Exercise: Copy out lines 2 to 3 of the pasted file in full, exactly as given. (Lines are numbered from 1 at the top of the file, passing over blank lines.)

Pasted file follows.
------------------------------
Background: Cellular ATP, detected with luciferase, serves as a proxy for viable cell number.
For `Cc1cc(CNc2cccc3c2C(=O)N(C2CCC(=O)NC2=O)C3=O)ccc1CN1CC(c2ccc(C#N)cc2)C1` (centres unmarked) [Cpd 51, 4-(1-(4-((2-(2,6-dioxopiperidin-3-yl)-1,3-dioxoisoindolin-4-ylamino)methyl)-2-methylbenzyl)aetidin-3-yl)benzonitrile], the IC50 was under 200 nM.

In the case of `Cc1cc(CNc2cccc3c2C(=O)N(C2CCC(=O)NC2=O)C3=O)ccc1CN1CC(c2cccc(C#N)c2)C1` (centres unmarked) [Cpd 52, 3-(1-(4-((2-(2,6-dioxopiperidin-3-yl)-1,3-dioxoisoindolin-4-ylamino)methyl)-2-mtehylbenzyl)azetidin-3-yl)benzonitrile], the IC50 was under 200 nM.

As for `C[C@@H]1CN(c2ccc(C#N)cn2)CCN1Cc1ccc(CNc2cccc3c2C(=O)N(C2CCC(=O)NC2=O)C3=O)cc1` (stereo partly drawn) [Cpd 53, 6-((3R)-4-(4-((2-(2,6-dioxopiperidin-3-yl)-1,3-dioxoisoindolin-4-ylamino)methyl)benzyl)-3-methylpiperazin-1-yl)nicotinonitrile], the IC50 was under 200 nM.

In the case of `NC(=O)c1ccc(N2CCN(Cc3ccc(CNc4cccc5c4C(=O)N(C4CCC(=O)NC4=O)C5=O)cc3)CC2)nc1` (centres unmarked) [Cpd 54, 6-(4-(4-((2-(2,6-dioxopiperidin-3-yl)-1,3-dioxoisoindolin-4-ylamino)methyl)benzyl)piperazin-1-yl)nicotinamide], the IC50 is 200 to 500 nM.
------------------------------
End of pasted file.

For `Cc1cc(CNc2cccc3c2C(=O)N(C2CCC(=O)NC2=O)C3=O)ccc1CN1CC(c2ccc(C#N)cc2)C1` (centres unmarked) [Cpd 51, 4-(1-(4-((2-(2,6-dioxopiperidin-3-yl)-1,3-dioxoisoindolin-4-ylamino)methyl)-2-methylbenzyl)aetidin-3-yl)benzonitrile], the IC50 was under 200 nM.

In the case of `Cc1cc(CNc2cccc3c2C(=O)N(C2CCC(=O)NC2=O)C3=O)ccc1CN1CC(c2cccc(C#N)c2)C1` (centres unmarked) [Cpd 52, 3-(1-(4-((2-(2,6-dioxopiperidin-3-yl)-1,3-dioxoisoindolin-4-ylamino)methyl)-2-mtehylbenzyl)azetidin-3-yl)benzonitrile], the IC50 was under 200 nM.